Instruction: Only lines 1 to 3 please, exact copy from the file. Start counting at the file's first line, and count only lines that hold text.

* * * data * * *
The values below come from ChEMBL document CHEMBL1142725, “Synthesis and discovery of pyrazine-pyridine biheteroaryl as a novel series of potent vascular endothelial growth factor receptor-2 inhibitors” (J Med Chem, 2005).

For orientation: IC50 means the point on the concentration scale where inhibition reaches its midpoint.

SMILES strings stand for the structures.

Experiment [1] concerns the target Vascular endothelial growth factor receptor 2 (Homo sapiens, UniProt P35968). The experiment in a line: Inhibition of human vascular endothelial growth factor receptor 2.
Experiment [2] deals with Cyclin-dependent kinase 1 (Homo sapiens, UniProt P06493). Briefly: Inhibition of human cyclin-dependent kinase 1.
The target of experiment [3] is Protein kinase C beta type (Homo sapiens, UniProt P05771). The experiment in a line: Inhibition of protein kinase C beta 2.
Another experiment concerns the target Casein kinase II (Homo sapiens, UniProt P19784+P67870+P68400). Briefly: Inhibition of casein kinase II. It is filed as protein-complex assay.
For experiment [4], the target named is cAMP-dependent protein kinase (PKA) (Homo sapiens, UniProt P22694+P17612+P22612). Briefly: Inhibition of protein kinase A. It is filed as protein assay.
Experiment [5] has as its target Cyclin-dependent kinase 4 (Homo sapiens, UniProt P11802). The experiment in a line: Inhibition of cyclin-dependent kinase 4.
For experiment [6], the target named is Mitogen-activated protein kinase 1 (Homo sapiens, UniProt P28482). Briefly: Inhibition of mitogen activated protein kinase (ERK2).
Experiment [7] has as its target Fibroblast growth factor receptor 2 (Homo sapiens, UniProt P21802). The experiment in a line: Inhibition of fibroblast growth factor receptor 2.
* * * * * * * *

The values below come from ChEMBL document CHEMBL1142725, “Synthesis and discovery of pyrazine-pyridine biheteroaryl as a novel series of potent vascular endothelial growth factor receptor-2 inhibitors” (J Med Chem, 2005).

For orientation: IC50 means the point on the concentration scale where inhibition reaches its midpoint.

SMILES strings stand for the structures.